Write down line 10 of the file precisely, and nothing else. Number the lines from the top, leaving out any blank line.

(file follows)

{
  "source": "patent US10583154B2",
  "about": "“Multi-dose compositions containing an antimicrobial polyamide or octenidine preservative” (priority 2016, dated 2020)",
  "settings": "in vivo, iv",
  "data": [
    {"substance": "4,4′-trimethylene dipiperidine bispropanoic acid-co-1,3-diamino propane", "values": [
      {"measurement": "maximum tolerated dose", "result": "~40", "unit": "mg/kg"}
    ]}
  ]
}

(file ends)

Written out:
}